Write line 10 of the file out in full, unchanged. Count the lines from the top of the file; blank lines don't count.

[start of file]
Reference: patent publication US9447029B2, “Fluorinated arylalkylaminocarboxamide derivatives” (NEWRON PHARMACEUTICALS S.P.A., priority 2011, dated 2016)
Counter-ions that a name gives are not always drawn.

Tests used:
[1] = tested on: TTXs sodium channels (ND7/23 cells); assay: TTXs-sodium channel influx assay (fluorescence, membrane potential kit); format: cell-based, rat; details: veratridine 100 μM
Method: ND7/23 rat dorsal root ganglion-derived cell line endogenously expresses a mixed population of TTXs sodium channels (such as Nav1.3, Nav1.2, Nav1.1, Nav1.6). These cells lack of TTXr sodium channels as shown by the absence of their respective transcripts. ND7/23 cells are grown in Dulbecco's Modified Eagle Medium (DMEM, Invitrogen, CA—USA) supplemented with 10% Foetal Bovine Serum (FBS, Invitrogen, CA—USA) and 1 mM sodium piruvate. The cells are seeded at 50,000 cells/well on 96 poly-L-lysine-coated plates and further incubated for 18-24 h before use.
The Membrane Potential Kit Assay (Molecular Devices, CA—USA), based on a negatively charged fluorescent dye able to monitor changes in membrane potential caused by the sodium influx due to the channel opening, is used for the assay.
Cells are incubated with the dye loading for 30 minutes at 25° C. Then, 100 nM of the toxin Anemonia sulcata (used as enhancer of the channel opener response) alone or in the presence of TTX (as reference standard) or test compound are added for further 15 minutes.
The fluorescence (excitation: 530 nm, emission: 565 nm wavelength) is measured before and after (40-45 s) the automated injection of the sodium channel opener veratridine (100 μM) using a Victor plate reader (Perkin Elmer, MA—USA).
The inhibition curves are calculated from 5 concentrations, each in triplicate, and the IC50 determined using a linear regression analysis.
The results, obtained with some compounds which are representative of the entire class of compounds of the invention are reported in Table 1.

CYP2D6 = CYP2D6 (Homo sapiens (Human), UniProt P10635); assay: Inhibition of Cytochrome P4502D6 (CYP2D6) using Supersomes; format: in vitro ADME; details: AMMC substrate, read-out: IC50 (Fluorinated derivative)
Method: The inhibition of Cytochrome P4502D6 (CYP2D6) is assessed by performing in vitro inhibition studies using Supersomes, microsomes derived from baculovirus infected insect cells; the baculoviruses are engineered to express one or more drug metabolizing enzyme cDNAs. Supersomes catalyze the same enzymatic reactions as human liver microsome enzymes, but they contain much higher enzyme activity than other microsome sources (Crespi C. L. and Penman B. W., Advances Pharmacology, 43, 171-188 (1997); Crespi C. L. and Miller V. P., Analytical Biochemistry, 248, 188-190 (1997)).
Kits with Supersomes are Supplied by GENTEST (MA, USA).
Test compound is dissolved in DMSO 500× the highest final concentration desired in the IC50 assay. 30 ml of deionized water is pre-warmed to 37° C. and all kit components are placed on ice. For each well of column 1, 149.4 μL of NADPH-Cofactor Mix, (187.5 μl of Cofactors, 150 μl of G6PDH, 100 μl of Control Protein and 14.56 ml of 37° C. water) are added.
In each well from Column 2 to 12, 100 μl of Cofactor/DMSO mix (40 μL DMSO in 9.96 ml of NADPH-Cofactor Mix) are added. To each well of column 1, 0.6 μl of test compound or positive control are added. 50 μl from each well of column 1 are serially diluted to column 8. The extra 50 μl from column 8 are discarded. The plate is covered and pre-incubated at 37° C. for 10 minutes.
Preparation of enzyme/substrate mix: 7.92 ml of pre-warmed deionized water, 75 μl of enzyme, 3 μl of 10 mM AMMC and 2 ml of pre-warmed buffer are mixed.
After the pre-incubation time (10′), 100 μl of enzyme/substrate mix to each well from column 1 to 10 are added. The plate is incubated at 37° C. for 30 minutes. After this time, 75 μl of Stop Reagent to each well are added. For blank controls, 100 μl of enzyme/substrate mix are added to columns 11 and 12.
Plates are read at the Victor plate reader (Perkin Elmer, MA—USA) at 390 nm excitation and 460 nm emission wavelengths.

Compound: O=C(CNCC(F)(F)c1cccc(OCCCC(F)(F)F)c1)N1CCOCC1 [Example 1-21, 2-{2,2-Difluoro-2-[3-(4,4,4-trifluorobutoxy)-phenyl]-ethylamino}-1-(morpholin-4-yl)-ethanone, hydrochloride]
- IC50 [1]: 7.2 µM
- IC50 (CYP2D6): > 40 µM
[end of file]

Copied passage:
The results, obtained with some compounds which are representative of the entire class of compounds of the invention are reported in Table 1.